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Talking Matters goes to Wellington


Talking more and differently with children in their first 1000 days needs to be at the top of the Government's agenda for its child wellbeing strategy. 

That's the message Talking Matters director Alison Sutton took to an audience of movers and shakers in education, health, child welfare and philanthropy at the annual NEXT Foundation Outlook Breakfast in Wellington in October 2018.

"Talk is everybody’s business," Alison told them. 

"Right now we’ve got a unique opportunity with the child wellbeing framework review and the review of early learning.

"We want to get talk on the agenda, and high up the child wellbeing agenda. We want recognition for its centrality early in life." 

Among those at Alison's presentation on 'Why Talking Matters - the importance of language in the first 1000 days and how it shapes the future of NZ children' were Children's Commissioner Andrew Becroft, Ministry of Education early learning director Nancy Bell, as well as leaders from Barndardos, Plunket, and The Southern Initiative.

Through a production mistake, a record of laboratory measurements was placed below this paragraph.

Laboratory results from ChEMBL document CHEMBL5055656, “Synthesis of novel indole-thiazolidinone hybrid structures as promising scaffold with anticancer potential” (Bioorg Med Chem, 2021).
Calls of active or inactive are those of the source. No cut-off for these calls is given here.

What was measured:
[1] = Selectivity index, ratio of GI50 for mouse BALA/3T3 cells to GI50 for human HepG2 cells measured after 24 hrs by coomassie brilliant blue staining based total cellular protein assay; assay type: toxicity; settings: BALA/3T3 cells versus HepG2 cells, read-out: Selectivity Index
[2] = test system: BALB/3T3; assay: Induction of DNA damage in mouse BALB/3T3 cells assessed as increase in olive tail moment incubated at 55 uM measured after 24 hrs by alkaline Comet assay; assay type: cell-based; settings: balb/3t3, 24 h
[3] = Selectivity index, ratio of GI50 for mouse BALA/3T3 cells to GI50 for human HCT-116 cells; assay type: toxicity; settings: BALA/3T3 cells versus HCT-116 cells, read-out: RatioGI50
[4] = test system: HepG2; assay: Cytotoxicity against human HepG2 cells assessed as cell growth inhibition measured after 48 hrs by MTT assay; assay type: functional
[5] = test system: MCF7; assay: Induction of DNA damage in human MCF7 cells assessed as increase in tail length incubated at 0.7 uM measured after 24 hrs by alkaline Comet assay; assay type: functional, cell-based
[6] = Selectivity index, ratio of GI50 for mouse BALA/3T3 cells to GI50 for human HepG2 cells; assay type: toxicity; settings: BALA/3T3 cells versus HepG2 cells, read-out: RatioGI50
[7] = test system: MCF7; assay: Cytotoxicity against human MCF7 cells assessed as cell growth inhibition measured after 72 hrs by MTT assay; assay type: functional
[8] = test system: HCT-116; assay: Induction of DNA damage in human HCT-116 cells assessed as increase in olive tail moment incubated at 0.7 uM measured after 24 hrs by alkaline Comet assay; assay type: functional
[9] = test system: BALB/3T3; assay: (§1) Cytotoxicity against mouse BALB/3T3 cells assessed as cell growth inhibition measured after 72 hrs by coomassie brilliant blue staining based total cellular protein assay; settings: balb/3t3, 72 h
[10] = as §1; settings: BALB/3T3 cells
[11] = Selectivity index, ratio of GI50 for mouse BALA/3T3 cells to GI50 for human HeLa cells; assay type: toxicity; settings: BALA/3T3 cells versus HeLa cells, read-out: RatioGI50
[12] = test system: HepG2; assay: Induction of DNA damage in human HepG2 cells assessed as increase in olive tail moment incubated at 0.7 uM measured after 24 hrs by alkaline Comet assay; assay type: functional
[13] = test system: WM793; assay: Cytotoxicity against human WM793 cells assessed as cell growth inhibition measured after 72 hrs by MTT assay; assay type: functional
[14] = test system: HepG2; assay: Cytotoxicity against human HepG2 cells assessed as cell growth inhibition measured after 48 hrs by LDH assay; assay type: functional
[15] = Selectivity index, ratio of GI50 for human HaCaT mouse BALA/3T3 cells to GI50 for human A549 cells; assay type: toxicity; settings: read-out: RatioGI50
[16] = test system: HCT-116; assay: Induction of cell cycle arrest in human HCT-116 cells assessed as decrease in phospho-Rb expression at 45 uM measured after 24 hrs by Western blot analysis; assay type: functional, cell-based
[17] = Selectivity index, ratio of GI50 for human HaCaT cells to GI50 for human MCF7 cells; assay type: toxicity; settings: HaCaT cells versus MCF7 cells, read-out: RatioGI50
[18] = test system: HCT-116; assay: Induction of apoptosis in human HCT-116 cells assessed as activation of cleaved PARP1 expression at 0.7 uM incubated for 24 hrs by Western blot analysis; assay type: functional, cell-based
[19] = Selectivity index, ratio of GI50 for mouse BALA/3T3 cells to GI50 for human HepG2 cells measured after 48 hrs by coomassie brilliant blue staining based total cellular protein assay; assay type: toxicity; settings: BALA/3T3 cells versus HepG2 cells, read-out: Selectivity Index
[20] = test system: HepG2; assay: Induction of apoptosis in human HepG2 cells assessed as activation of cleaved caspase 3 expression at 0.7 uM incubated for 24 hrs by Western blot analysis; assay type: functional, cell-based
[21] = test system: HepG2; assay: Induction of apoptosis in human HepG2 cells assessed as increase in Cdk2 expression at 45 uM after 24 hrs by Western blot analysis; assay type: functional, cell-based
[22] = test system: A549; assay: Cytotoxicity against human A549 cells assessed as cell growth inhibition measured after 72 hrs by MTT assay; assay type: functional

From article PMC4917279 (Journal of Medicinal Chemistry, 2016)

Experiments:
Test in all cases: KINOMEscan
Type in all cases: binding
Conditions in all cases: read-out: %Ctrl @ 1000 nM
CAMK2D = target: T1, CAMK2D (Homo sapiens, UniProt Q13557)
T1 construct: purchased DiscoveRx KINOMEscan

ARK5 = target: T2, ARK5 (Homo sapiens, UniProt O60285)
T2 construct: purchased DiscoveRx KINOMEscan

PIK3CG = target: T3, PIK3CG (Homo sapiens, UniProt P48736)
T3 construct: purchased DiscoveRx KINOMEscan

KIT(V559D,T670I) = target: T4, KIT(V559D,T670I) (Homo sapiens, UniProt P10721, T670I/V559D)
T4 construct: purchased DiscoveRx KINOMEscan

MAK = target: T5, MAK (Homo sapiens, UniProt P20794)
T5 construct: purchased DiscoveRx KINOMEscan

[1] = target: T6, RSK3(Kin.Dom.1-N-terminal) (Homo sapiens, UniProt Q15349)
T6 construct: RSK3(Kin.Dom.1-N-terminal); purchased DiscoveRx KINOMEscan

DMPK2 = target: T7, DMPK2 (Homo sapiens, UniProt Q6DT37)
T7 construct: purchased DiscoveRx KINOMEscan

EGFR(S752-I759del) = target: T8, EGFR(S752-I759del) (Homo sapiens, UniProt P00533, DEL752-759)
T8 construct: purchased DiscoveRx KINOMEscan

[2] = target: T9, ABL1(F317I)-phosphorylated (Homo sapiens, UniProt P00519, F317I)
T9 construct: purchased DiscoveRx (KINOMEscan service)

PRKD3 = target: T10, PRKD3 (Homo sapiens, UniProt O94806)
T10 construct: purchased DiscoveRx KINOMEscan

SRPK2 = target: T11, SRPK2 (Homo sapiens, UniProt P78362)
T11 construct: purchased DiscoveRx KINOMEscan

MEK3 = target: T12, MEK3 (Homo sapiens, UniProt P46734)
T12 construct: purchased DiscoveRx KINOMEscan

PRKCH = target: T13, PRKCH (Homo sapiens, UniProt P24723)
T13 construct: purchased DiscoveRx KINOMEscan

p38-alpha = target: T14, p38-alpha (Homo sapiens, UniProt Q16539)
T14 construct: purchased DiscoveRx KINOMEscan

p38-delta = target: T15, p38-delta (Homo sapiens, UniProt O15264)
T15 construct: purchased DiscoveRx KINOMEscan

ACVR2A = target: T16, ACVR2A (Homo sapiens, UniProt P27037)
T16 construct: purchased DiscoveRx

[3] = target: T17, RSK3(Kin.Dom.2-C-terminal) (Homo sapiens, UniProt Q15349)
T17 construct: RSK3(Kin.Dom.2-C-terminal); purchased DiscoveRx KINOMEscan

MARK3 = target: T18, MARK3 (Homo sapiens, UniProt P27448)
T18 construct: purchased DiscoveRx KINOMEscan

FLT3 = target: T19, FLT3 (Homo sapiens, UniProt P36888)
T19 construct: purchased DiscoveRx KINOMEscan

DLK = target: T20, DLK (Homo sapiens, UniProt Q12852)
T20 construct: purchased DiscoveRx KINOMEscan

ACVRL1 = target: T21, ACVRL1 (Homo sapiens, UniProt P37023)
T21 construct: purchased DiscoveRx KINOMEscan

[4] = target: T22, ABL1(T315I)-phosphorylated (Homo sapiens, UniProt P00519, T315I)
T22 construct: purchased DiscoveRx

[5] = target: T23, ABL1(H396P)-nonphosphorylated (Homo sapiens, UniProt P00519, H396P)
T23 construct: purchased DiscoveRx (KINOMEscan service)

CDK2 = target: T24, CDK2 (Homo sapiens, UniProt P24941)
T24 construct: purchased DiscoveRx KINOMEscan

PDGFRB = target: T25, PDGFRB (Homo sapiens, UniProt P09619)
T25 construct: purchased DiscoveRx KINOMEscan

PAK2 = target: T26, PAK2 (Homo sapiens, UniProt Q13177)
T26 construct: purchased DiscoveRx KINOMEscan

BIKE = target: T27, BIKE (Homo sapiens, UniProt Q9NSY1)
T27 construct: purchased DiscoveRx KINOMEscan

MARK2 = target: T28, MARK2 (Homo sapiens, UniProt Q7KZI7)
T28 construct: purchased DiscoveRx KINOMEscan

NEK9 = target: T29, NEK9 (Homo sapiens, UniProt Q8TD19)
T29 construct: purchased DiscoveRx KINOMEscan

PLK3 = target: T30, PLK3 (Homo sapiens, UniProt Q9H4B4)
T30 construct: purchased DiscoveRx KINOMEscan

"We've jumped straight to reading, we’ve jumped over the importance of early talk and communication," Alison said.

"Ages zero to 3 and early, responsive talk are the missing pieces in early childhood education."

Alison told the breakfast audience that programmes in ECE at age 3 are good but insufficient.

At the moment, most early language initiatives focus on 3 to 5-year-olds and school readiness. 

Alison showed three short videos (watch them below) on how Talking Matters is having an impact - on parents and families, on services, and on communities.  



She ended with a challenge to those in the room, and the organisations and ministries they represent.

"What can you do though your role to enable language rich environments? How can you support families and reduce their stress so they have the bandwidth to interact and talk?"

"What can you do to influence teacher education practice, social work practice?

"How could you help us to connect child development, health and education? Because language is a public health issue," she said.

"What can you do to take this message - talk more and talk differently to your babies and toddlers - to the families in your communities?"